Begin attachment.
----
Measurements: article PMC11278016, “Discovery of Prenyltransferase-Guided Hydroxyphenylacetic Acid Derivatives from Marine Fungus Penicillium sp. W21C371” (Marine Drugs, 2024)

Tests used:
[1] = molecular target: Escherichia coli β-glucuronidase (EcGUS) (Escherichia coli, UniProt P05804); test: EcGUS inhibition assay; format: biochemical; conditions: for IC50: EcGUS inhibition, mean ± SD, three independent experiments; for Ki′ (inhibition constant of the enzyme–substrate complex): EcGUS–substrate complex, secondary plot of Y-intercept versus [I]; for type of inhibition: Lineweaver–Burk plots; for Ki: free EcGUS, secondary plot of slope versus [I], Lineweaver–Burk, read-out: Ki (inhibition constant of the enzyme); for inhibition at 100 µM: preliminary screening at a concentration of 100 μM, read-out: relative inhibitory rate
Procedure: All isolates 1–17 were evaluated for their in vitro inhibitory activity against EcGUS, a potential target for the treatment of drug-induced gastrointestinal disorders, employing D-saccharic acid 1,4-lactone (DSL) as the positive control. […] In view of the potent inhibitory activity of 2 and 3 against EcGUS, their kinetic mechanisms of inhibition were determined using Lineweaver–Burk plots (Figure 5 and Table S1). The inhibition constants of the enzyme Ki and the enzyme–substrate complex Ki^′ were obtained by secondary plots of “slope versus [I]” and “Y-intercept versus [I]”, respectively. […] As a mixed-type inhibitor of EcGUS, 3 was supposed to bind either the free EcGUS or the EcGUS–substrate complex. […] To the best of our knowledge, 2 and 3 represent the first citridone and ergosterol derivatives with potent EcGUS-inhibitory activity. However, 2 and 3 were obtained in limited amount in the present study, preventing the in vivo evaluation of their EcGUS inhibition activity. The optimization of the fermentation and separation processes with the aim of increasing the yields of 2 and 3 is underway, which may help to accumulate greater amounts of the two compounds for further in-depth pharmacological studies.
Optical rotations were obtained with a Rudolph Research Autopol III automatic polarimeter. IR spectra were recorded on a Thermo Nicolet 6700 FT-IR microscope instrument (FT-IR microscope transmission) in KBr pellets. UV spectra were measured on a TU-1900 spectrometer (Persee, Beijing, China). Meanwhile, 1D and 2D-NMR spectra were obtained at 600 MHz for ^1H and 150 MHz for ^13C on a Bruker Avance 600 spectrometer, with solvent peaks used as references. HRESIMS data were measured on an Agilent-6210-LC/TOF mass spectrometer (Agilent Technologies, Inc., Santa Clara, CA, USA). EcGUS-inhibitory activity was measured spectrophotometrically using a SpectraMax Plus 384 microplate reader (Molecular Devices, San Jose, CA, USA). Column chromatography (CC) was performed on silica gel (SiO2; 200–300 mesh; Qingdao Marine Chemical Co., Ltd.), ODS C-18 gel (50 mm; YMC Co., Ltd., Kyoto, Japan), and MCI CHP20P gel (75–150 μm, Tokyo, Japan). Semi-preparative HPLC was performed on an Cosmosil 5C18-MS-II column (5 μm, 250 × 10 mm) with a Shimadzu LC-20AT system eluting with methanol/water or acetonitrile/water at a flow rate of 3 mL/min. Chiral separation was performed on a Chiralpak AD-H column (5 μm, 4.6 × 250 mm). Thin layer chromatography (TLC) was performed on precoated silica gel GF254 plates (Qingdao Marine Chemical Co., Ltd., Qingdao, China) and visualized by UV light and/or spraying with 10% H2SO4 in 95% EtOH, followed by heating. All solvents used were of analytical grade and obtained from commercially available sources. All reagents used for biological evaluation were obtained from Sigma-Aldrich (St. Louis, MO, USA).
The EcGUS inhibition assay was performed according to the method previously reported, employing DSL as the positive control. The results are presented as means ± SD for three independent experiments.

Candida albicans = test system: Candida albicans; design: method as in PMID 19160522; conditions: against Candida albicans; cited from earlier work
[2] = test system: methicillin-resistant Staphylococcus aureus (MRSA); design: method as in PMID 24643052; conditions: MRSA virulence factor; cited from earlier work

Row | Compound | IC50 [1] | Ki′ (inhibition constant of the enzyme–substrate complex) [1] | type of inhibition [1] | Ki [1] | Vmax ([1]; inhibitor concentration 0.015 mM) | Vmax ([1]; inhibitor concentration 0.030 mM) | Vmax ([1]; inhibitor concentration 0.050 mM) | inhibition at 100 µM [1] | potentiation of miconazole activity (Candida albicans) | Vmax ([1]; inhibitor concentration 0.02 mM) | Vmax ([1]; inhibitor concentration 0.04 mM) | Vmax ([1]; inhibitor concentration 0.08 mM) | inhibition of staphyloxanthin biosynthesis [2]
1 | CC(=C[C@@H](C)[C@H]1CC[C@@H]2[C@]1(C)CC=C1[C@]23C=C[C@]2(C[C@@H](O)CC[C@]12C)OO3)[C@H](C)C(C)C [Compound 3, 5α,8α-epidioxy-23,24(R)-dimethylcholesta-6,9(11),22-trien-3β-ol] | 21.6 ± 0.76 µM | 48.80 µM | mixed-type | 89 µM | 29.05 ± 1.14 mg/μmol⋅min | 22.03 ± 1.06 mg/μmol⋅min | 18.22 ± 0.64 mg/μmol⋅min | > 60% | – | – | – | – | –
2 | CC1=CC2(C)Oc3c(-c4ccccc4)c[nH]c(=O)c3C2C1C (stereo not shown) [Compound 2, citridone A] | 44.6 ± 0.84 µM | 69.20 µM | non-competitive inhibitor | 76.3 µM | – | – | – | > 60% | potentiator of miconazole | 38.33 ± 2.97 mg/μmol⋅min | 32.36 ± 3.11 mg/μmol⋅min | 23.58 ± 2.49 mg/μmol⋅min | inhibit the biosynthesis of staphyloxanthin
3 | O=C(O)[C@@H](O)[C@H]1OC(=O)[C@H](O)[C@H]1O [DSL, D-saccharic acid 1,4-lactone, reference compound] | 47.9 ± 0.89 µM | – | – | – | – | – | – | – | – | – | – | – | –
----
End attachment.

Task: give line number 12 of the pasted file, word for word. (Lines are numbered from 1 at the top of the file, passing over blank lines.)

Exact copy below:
3 | O=C(O)[C@@H](O)[C@H]1OC(=O)[C@H](O)[C@H]1O [DSL, D-saccharic acid 1,4-lactone, reference compound] | 47.9 ± 0.89 µM | – | – | – | – | – | – | – | – | – | – | – | –